COURT FROM WHICH APPEALED: MADISON COUNTY CIRCUIT COURT. DATE OF JUDGMENT: 06/08/2009. TRIAL JUDGE: HON. SAMAC S. RICHARDSON.
FOR APPELLANT: OFFICE OF STATE PUBLIC DEFENDER, BY: GEORGE T. HOLMES, LESLIE S. LEE.
FOR APPELLEE: OFFICE OF THE ATTORNEY GENERAL, BY: SCOTT STUART.
KING, JUSTICE. WALLER, C.J., DICKINSON AND RANDOLPH, P.JJ., LAMAR, KITCHENS, CHANDLER, PIERCE AND COLEMAN, JJ., CONCUR.
ON WRIT OF CERTIORARI
NATURE OF THE CASE: CRIMINAL - FELONY
¶1. Walter Tard was convicted in the Madison County Circuit Court of armed robbery and sentenced to serve forty-five years, with ten years suspended and five years of post-release supervision, in the custody of the Mississippi Department of Corrections. On writ of certiorari, Tard appeals a Court of Appeals judgment affirming his conviction and sentence. Tard argues that the trial court erred by failing to review his entire videotaped interrogation and by failing to suppress his statement. Further, Tard claims that the Court of Appeals erred by not reviewing the videotaped interrogation on appeal and by affirming the trial court's judgment. Because the record before us fails to indicate upon what evidence the trial court based its decision to deny Tard's motion to suppress his interrogation, we reverse Tard's conviction and sentence and remand the case to the circuit court for a new trial.
¶2. On January 5, 2007, someone robbed a Drury Inn in Ridgeland, Mississippi. During the police investigation of the robbery, Detective Donald Martin of the Ridgeland Police Department obtained the names of a few suspects, one of whom was Walter Tard. The police put together a photographic lineup for the desk clerk who was robbed, and she identified Tard as being the man who had robbed her.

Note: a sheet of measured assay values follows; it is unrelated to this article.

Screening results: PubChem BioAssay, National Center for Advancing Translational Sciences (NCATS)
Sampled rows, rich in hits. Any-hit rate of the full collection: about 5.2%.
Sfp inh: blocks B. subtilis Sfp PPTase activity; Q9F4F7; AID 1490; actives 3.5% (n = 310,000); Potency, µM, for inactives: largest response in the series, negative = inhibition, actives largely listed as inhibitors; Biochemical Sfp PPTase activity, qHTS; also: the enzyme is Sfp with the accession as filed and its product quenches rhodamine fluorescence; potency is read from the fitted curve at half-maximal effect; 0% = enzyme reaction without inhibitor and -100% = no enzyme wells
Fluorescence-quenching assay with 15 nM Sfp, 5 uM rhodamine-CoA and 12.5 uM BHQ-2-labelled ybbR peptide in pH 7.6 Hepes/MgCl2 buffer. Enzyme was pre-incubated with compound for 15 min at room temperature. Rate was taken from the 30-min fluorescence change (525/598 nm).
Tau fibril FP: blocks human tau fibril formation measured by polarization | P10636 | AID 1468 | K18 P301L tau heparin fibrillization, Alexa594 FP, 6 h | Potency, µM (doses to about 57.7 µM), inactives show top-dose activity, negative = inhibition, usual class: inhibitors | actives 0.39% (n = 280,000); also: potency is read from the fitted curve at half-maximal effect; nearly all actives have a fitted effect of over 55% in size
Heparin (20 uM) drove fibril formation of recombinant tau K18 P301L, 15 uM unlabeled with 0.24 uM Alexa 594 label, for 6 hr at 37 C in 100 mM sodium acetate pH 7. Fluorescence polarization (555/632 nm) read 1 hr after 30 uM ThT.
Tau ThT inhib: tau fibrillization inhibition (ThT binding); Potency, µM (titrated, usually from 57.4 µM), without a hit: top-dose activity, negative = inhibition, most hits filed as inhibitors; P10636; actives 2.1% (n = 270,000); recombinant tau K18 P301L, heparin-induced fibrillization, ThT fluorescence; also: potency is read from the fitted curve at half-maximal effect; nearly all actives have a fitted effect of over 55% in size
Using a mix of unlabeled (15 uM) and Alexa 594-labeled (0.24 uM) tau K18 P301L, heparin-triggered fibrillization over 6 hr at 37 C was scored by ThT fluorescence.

¶3. Soon after, detectives with the Ridgeland Police Department arrested Tard and videotaped his interview with Detective Martin. The interrogation lasted approximately two hours.
¶4. Tard was indicted on May 22, 2007, for armed robbery pursuant to Mississippi Code Section 97-3-79. Tard pleaded not guilty, and the matter was set for trial. Tard moved to suppress his confession, arguing that " such was not voluntarily given in that, under the totality of the circumstances, the investigating Detective made misrepresentations, promises, threats, and inducements in order to get the Defendant to admit to a crime all while the Defendant suffered from a diminished mental capacity." On December 12, 2008, the circuit court held a suppression hearing to consider the admissibility of Tard's confession. At the hearing, Detective Martin testified that he made several misrepresentations to Tard to get him to confess to the robbery. Tard's aunt also testified, claiming Tard had, inter alia, subnormal mental capacity. During the motion to suppress, the trial court made clear that it did not view the entire two-hour videotaped statement when ruling on Tard's motion to suppress. The record is utterly silent regarding what portions of the videotape the trial court viewed.
¶5. The circuit court denied Tard's motion to suppress the confession, noting that investigators use many different techniques to extract statements and confessions from suspects, and that no examples of coercion or promises ...